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Tuesday, January 3, 2012

Technology for all

There is no doubting the fact that internet access is a key contributory factor to the progress of any country. This is particularly true for developing nations like Pakistan. Statistically speaking, internet usage in Pakistan is on the rise and there are no signs of it declining.

One stumbling block however is the availability of computers and facilities where people can browse the World Wide Web. Places that provide this facility for a fee in commonly referred to as ‘internet cafés’ in Pakistan. Internet cafés are mostly limited to urban centres and are frequented by people who do not have access to high-speed internet at home.

Internet cafés in the more conservative areas of Pakistan cater exclusively to the male population. Even in cities and larger towns, women frequenting internet cafés is considered a rare occurrence.

Sumaya Ibrahim lives in Quetta and has been running the ‘Amozgha Centre’ for some time now. The centre is popular among the women of the community, who attend the sewing classes that are taught there.

Quetta is a conservative city where women and men using the same internet cafés is frowned upon. Sumaya felt that one thing her city lacked was a place where women from the community could explore opportunities to become better equipped at use computers and to use the internet. She envisioned setting up an internet café inside the Amozgha Centre where computer literacy classes could also be taught.

Sumaya formed a youth group which she named ‘Amozgha Youth Group’ to raise funds for her project. The group reached out to affluent people of the community for financial support. The response they got was overwhelmingly positive. The group was successful in raising enough money to purchase our computers and one printer; and so the Computer Literacy and Internet Cafe for Females was established.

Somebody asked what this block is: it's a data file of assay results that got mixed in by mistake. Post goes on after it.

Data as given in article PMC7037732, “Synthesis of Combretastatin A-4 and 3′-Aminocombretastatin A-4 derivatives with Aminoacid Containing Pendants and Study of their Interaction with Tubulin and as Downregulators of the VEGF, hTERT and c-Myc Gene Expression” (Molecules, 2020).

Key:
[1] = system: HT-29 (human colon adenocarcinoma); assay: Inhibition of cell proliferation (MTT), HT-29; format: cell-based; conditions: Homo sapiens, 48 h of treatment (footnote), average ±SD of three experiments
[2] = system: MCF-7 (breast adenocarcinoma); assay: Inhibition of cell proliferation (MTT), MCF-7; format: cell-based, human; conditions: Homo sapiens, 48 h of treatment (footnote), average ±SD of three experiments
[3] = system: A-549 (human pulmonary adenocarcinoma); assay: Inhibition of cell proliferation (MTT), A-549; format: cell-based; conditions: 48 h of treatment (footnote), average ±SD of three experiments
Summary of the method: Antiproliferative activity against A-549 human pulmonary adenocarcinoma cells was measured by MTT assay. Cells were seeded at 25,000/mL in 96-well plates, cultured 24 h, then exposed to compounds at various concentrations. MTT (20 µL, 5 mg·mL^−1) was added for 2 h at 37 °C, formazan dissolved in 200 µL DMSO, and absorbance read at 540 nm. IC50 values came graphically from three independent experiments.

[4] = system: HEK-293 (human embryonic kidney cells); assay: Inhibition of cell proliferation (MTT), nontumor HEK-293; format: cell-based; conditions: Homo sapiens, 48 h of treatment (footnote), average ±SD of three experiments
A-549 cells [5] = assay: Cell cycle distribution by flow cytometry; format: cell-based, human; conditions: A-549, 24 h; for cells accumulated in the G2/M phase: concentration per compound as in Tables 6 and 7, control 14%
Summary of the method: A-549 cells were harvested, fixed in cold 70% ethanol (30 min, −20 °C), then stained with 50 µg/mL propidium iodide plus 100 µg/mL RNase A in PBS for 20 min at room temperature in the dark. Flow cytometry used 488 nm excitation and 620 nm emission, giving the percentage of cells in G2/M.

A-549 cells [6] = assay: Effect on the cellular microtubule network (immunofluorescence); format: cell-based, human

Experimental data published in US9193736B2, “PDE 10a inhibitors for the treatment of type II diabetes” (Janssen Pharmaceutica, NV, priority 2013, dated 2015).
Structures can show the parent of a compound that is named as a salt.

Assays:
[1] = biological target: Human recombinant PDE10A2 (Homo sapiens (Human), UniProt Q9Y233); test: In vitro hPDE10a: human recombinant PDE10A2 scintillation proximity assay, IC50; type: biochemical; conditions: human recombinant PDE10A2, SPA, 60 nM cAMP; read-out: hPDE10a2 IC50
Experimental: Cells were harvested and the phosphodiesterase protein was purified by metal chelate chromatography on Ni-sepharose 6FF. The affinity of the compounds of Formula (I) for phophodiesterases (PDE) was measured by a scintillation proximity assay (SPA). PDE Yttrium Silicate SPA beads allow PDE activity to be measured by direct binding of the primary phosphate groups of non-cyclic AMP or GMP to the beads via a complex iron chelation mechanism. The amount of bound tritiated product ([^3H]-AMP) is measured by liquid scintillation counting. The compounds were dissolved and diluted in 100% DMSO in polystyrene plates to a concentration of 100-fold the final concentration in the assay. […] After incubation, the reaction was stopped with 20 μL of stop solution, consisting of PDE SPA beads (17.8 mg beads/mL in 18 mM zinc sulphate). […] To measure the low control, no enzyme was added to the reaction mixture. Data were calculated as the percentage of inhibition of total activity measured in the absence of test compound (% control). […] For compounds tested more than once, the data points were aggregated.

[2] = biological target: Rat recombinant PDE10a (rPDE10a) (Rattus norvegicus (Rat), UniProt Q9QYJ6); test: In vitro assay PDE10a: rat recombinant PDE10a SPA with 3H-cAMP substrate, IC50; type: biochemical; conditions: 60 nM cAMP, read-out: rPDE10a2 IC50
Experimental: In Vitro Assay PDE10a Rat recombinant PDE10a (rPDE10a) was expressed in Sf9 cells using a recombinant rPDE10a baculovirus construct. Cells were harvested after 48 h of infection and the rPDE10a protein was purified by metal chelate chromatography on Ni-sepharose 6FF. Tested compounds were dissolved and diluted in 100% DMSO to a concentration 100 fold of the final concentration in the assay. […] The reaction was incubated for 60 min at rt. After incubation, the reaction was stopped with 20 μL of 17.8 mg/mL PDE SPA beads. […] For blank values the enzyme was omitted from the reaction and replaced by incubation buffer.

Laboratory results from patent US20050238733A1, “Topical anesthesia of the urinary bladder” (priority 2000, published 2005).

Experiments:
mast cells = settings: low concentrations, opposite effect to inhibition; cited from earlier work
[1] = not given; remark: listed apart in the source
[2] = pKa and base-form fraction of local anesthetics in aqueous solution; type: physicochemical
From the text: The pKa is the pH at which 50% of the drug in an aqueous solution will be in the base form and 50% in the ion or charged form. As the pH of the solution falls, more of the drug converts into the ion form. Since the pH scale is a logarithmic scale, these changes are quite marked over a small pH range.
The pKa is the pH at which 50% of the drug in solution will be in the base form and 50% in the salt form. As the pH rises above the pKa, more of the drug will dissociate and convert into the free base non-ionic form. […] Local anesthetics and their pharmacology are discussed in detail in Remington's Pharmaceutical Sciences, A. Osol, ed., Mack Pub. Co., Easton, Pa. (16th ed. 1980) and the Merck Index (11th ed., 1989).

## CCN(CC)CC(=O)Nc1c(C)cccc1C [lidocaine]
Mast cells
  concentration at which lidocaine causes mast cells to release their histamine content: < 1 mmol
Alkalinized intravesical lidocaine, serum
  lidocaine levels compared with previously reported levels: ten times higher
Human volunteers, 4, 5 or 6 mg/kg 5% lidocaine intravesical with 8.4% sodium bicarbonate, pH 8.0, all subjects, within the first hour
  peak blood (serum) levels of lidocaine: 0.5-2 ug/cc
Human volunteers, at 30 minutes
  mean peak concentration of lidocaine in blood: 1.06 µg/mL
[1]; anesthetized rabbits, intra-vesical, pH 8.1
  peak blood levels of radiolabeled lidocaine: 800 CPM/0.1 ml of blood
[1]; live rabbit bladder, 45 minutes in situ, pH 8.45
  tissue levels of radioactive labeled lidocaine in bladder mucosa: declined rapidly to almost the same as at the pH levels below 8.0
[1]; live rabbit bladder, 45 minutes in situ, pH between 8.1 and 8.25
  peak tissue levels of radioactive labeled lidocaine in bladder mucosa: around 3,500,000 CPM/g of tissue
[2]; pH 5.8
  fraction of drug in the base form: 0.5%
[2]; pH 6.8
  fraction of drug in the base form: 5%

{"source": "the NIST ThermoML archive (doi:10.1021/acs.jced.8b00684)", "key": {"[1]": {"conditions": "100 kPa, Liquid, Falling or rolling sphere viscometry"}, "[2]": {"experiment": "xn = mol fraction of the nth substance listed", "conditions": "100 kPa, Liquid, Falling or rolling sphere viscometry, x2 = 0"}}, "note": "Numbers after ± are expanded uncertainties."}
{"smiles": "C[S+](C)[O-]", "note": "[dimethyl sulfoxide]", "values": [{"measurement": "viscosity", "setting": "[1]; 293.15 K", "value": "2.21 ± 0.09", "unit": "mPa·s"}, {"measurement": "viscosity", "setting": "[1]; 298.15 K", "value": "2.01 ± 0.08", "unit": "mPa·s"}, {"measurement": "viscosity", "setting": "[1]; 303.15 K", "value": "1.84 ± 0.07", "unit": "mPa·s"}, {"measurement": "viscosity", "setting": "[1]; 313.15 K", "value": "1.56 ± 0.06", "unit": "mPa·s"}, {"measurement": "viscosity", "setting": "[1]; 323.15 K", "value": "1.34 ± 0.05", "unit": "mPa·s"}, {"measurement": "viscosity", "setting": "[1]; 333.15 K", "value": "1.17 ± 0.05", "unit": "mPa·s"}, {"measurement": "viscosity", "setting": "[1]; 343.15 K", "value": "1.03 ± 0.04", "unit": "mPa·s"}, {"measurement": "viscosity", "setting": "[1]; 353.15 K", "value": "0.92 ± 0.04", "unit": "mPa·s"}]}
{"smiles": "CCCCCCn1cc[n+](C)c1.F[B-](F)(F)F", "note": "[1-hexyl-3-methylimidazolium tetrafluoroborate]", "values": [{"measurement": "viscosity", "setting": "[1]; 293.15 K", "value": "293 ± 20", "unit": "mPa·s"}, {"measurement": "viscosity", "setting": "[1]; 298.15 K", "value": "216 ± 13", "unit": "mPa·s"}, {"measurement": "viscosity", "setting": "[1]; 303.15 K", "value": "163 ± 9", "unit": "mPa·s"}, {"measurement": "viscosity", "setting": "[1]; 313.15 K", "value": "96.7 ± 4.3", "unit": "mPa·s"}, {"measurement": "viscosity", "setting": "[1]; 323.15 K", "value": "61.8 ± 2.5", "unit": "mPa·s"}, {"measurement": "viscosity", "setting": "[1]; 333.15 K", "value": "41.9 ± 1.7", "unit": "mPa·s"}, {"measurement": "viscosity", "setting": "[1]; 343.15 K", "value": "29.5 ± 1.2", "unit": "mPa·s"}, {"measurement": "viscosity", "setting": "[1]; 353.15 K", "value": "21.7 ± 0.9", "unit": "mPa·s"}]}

This is not merely an internet café for women, but it also functions as a learning centre where basic computer courses are taught to women. The centre is geared towards women who do not have a computer at home and cannot afford computer literacy courses. Classes were offered at a nominal fee. Special consideration was shown to members of the Hazaara community – a traditionally underprivileged group. Members of the Hazaara community are offered free of cost computer literacy classes at the centre.

The venture proved to be a popular one and soon Sumaya was faced with another predicament: how to accommodate all the applicants into computer literacy classes? Presently a two hour computer literacy class is taught every day and women are encouraged to make use of the internet café in the evening. The strong turnout is a source of encouragement to the youth group: “I would love to buy more computers in order to accommodate more people” says Sumaya.

The computer literacy centre and internet cafe provides the women of Quetta with a safe environment where they can learn together, and is a welcome addition to other skills taught at the Amozgha Centre.

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